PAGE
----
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The Working Memory Advantage: Train Your Brain to Function Stronger, Smarter, Faster Paperback – 22 Jul 2014

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Product details

  • Paperback: 339 pages
  • Publisher: Simon & Schuster; Reprint edition (22 July 2014)
  • Language: English
  • ISBN-10: 1451650140
  • ISBN-13: 978-1451650143
  • Product Dimensions: 14 x 2.3 x 21.3 cm
  • Average Customer Review: 2.0 out of 5 stars  See all reviews (1 customer review)
  • Amazon Bestsellers Rank: 457,430 in Books (See Top 100 in Books)

Product Description

A bigger asset than IQ: The first book to introduce the newly discovered--and vitally important--mental skill known as working memory, showing how it is crucial to our success in work and life and how to strengthen it. Working memory--your abilit

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1 of 2 people found the following review helpful By Dorothy McGarven on 23 Sept. 2014
Format: Paperback Verified Purchase
Too much repetition. I know it's about working memory but do you really think we are going to forget what we have just read that soon?
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Amazon.com: 18 reviews
19 of 23 people found the following review helpful
Mostly good read...just a few nits to pick 28 Sept. 2013
By J. Jones - Published on Amazon.com
Format: Hardcover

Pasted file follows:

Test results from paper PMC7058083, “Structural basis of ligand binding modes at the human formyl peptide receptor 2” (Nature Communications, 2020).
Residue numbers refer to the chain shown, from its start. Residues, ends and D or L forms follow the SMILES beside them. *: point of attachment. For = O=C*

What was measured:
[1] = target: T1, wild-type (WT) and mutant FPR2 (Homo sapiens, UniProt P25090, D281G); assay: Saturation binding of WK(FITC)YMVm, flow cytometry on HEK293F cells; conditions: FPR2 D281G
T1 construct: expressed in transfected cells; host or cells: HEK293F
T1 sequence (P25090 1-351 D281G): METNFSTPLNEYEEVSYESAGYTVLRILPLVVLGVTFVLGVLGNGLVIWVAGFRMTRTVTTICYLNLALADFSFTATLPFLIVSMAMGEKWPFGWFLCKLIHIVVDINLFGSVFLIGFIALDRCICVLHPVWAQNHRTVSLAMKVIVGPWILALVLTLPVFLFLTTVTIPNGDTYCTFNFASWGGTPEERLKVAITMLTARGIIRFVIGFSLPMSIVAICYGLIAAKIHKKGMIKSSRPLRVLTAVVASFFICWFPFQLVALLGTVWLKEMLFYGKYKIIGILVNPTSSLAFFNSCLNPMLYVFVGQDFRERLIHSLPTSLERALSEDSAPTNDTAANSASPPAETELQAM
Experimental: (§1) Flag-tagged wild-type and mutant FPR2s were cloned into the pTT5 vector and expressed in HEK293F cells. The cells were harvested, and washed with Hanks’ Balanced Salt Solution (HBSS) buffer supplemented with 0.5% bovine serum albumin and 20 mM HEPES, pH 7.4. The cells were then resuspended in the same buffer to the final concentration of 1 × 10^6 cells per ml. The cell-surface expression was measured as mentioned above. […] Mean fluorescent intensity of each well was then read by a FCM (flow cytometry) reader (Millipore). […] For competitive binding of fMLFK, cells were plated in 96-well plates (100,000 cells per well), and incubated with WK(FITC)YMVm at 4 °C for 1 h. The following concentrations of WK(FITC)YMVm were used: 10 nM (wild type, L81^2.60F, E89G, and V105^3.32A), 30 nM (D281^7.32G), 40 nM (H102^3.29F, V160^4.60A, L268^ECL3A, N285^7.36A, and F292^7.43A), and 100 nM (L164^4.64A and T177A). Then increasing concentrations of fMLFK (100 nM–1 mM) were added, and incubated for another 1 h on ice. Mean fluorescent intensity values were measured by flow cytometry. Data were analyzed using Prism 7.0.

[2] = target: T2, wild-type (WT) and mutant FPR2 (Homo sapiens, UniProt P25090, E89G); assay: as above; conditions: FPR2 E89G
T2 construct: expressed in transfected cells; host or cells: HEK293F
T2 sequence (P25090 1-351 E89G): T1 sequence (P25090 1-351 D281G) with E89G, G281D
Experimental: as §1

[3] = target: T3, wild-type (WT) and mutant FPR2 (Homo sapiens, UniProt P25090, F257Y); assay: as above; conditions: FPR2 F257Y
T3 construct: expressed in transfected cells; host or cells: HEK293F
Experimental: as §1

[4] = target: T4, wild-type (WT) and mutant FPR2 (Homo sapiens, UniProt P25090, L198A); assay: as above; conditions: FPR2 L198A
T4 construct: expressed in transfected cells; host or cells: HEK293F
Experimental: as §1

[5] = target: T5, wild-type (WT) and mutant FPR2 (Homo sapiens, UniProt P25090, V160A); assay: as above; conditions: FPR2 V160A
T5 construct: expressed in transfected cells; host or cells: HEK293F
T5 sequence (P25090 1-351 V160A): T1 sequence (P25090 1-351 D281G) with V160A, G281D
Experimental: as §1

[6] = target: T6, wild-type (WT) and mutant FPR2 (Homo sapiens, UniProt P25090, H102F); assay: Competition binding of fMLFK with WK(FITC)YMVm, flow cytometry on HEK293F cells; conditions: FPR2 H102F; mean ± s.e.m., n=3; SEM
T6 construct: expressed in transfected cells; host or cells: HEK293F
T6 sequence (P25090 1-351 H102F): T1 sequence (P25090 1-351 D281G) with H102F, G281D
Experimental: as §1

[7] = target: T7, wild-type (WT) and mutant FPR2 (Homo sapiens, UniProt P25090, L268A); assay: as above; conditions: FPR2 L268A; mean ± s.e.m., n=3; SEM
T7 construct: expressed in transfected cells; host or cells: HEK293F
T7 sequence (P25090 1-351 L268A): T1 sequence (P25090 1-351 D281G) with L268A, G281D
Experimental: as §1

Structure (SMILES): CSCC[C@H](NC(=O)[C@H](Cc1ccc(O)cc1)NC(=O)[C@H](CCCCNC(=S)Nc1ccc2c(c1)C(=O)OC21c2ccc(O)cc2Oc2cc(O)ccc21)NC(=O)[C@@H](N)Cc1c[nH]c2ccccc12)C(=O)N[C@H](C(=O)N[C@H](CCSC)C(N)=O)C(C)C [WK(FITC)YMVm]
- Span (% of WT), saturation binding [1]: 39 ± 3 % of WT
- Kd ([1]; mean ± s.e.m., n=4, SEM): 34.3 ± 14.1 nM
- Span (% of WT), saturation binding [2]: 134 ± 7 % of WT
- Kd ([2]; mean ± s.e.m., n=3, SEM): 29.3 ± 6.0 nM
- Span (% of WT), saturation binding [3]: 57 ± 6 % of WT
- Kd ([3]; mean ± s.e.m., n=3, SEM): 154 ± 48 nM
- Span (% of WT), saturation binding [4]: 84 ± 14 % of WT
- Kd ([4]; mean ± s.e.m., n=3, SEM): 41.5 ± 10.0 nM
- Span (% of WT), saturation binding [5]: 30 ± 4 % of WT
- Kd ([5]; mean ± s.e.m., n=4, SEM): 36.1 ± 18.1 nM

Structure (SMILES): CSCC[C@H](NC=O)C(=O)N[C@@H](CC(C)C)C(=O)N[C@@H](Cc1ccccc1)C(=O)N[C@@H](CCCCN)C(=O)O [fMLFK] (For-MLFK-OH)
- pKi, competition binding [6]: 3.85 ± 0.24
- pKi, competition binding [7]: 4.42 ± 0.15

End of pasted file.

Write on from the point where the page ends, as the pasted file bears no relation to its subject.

I really enjoyed the middle 1/3 of the book where it seemed the authors focused more on specific research studies and neurocognitive information. Some fascinating stuff and a lot of food for thought about one's own lifestyle habits and how those might be hastening the decline of our functioning. My only bone to pick with the authors, as by all indications they are quite knowledgeable and academically-credentialed, was the somewhat senseless indictment of IQ scores. For some oblivious consumers of this book, the authors' diatribe against IQ would seem to be merely toeing the company line of politically correct derisiveness that is common in academia and the media. But these authors should know better. As a credentialed psychologist myself, I found it irresponsible for the writers to maintain on page 16 that "the modern IQ test doesn't look all that different" from the 1917 era one that measured primarily crystallized knowledge. In point of fact, most contemporary IQ tests actually aggregate working memory tasks into the full-scale score as well as numerous fluid reasoning tasks. So, as the authors trumpeted the virtues of working memory over IQ, it struck me as a strawman argument that didn't need to be made. It was like spending a chapter insisting that carrots are superior to vegetables. Huh? When the authors stuck to data to suggest the potency of working memory as a predictor of numerous positive outcomes, they were at their best. But there is a sizable and significant body of research to suggest quite favorable outcomes for individuals with higher IQ scores. And the fact that modern IQ scores subsume a variety of critical cognitive abilities (e.g., fluid reasoning, verbal comprehension, processing speed, and working memory), I would say that it is a superior sampling and predictor of human attainment than working memory alone simply for the fact that it is an aggregate. To maintain otherwise would be akin to arguing that a single reading test is a better measure of academic achievement generally than is a measure that looks at math, writing and reading altogether.